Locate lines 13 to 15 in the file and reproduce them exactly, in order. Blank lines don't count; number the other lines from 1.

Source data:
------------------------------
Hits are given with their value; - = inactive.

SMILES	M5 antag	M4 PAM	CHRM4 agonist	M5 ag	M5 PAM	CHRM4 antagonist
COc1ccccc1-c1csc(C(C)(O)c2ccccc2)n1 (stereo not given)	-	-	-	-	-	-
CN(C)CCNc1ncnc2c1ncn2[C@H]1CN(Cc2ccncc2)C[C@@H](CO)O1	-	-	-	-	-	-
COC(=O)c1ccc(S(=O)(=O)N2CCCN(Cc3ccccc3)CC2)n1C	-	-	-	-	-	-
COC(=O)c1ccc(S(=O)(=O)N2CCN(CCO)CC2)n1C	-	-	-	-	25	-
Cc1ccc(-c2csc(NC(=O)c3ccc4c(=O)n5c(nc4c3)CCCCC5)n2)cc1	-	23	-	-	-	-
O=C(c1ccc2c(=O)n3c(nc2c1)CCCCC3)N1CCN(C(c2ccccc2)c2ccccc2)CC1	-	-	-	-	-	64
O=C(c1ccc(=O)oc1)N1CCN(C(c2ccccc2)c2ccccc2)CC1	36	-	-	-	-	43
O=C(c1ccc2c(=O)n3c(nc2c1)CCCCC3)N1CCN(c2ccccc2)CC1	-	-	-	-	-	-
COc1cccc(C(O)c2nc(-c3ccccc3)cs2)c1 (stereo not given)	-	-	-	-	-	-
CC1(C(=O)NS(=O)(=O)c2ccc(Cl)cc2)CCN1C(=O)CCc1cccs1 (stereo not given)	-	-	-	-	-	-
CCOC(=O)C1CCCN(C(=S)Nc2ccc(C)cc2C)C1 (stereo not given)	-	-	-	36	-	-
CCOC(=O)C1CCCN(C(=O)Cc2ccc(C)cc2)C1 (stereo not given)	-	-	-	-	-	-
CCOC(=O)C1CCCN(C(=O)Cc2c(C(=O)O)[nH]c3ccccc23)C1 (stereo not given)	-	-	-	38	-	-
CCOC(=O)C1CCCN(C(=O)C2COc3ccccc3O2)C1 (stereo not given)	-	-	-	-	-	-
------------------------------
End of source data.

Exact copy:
CCOC(=O)C1CCCN(C(=S)Nc2ccc(C)cc2C)C1 (stereo not given)	-	-	-	36	-	-
CCOC(=O)C1CCCN(C(=O)Cc2ccc(C)cc2)C1 (stereo not given)	-	-	-	-	-	-
CCOC(=O)C1CCCN(C(=O)Cc2c(C(=O)O)[nH]c3ccccc23)C1 (stereo not given)	-	-	-	38	-	-